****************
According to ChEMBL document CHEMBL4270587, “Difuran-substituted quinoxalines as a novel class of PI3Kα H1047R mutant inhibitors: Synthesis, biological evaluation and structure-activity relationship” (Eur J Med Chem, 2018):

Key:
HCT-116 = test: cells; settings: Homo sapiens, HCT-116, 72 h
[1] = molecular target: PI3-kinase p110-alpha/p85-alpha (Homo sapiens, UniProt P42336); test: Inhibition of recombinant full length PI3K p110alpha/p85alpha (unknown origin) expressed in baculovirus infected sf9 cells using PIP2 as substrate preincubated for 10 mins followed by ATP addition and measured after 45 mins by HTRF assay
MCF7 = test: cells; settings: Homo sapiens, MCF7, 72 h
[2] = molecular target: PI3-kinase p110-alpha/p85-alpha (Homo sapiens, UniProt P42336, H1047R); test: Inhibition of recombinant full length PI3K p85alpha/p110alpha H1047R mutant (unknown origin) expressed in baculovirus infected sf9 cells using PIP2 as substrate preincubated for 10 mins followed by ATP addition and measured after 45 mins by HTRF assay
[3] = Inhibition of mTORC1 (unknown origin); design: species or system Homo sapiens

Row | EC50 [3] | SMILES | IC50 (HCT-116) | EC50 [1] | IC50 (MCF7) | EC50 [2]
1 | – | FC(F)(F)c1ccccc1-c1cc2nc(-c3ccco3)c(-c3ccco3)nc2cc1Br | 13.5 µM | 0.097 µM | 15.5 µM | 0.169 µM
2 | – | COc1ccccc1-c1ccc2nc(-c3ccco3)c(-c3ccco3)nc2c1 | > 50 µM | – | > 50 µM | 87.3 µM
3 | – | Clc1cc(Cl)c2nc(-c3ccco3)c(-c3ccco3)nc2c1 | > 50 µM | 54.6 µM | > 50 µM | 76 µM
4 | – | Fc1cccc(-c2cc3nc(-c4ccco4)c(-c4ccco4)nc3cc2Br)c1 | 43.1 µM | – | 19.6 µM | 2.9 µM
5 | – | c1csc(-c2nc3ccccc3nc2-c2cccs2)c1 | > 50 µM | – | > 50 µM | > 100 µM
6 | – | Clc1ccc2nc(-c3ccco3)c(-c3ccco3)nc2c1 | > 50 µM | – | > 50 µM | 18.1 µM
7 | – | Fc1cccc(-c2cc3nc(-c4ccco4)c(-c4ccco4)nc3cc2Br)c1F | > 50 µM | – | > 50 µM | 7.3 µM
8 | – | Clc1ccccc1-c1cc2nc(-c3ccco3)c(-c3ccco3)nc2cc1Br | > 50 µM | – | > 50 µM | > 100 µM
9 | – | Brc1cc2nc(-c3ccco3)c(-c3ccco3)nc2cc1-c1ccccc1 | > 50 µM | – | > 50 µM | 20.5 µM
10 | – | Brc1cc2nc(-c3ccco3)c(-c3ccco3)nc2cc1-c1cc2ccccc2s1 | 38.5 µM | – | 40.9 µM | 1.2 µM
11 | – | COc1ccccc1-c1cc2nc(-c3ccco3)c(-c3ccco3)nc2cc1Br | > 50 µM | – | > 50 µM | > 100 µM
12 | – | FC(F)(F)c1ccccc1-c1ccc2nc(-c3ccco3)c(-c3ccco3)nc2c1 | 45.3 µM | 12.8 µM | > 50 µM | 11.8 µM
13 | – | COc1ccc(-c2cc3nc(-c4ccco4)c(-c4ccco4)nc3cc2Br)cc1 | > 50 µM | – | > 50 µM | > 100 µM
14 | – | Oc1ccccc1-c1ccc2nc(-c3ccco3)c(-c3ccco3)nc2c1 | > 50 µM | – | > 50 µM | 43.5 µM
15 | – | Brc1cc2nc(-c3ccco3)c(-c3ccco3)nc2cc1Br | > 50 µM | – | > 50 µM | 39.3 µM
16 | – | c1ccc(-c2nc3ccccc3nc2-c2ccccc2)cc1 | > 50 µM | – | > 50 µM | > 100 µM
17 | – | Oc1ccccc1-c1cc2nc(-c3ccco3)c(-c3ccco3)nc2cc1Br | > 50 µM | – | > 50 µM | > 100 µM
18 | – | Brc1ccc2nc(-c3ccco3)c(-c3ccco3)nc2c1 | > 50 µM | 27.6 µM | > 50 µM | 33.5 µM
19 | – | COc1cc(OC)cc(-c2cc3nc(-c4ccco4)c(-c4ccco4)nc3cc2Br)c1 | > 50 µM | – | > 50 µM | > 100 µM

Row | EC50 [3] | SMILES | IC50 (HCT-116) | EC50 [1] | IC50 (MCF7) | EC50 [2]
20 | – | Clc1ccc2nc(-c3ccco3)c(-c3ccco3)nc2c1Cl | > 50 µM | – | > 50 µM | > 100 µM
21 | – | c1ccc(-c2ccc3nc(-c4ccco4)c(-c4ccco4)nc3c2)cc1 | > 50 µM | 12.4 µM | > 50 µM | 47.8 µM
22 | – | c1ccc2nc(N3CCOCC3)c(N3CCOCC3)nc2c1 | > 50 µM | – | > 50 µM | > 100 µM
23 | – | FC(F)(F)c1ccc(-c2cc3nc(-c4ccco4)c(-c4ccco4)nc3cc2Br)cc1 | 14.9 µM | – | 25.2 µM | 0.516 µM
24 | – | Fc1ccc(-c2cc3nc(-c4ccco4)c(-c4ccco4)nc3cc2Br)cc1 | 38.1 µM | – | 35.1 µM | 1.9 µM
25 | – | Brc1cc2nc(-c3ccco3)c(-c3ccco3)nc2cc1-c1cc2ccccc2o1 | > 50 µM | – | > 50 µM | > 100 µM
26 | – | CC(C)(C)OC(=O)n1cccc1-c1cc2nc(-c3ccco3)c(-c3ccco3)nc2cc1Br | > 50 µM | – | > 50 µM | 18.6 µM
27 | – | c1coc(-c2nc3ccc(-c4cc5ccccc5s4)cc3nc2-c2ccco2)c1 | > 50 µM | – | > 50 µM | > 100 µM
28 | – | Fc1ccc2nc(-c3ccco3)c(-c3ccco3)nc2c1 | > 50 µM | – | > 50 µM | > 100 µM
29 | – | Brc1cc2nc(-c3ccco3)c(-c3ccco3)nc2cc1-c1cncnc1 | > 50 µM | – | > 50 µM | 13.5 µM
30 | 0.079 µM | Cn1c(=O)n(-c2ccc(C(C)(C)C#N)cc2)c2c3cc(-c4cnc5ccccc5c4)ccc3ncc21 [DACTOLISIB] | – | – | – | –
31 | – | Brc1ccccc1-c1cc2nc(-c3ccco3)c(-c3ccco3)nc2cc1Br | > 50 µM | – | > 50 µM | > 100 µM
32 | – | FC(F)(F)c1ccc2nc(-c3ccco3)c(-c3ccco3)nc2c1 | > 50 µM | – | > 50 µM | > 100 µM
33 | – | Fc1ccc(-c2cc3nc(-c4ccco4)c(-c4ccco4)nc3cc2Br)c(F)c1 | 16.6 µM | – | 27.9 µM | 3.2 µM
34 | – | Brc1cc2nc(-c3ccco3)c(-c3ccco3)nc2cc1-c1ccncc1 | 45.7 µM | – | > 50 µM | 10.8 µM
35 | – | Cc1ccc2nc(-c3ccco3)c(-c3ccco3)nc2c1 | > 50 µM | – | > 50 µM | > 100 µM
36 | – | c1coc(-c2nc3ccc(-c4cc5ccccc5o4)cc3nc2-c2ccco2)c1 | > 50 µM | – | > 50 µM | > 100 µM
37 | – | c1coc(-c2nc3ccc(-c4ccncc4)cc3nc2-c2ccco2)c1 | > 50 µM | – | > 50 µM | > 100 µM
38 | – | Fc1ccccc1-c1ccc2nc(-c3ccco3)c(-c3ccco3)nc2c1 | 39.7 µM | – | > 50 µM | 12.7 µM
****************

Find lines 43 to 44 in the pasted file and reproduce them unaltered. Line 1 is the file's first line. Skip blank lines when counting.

34 | – | Brc1cc2nc(-c3ccco3)c(-c3ccco3)nc2cc1-c1ccncc1 | 45.7 µM | – | > 50 µM | 10.8 µM
35 | – | Cc1ccc2nc(-c3ccco3)c(-c3ccco3)nc2c1 | > 50 µM | – | > 50 µM | > 100 µM